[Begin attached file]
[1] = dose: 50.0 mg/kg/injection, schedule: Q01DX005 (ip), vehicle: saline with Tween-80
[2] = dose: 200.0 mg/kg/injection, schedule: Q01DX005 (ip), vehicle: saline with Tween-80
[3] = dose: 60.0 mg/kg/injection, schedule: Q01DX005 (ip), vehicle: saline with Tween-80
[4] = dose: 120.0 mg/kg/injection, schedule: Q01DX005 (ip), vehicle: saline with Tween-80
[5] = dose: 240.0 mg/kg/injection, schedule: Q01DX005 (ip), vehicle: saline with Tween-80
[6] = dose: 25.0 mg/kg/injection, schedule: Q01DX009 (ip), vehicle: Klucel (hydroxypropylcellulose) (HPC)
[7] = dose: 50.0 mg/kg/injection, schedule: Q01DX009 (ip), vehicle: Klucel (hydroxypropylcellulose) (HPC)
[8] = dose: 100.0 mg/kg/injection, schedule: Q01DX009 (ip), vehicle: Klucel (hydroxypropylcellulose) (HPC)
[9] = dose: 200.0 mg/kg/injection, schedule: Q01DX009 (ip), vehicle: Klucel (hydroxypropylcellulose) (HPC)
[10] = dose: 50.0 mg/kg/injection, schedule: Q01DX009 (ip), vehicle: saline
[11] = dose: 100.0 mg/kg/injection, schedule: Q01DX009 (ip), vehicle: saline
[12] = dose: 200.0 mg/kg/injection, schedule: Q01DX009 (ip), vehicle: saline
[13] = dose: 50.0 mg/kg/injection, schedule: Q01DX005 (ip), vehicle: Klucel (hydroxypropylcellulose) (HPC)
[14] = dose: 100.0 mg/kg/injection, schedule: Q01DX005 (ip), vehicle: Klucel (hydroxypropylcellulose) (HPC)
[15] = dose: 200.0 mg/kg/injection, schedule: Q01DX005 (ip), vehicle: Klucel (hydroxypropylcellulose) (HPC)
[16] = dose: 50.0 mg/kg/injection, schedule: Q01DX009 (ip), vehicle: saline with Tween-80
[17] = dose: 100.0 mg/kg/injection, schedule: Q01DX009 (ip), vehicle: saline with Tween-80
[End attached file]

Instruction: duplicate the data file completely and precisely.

[1] = dose: 50.0 mg/kg/injection, schedule: Q01DX005 (ip), vehicle: saline with Tween-80
[2] = dose: 200.0 mg/kg/injection, schedule: Q01DX005 (ip), vehicle: saline with Tween-80
[3] = dose: 60.0 mg/kg/injection, schedule: Q01DX005 (ip), vehicle: saline with Tween-80
[4] = dose: 120.0 mg/kg/injection, schedule: Q01DX005 (ip), vehicle: saline with Tween-80
[5] = dose: 240.0 mg/kg/injection, schedule: Q01DX005 (ip), vehicle: saline with Tween-80
[6] = dose: 25.0 mg/kg/injection, schedule: Q01DX009 (ip), vehicle: Klucel (hydroxypropylcellulose) (HPC)
[7] = dose: 50.0 mg/kg/injection, schedule: Q01DX009 (ip), vehicle: Klucel (hydroxypropylcellulose) (HPC)
[8] = dose: 100.0 mg/kg/injection, schedule: Q01DX009 (ip), vehicle: Klucel (hydroxypropylcellulose) (HPC)
[9] = dose: 200.0 mg/kg/injection, schedule: Q01DX009 (ip), vehicle: Klucel (hydroxypropylcellulose) (HPC)
[10] = dose: 50.0 mg/kg/injection, schedule: Q01DX009 (ip), vehicle: saline
[11] = dose: 100.0 mg/kg/injection, schedule: Q01DX009 (ip), vehicle: saline
[12] = dose: 200.0 mg/kg/injection, schedule: Q01DX009 (ip), vehicle: saline
[13] = dose: 50.0 mg/kg/injection, schedule: Q01DX005 (ip), vehicle: Klucel (hydroxypropylcellulose) (HPC)
[14] = dose: 100.0 mg/kg/injection, schedule: Q01DX005 (ip), vehicle: Klucel (hydroxypropylcellulose) (HPC)
[15] = dose: 200.0 mg/kg/injection, schedule: Q01DX005 (ip), vehicle: Klucel (hydroxypropylcellulose) (HPC)
[16] = dose: 50.0 mg/kg/injection, schedule: Q01DX009 (ip), vehicle: saline with Tween-80
[17] = dose: 100.0 mg/kg/injection, schedule: Q01DX009 (ip), vehicle: saline with Tween-80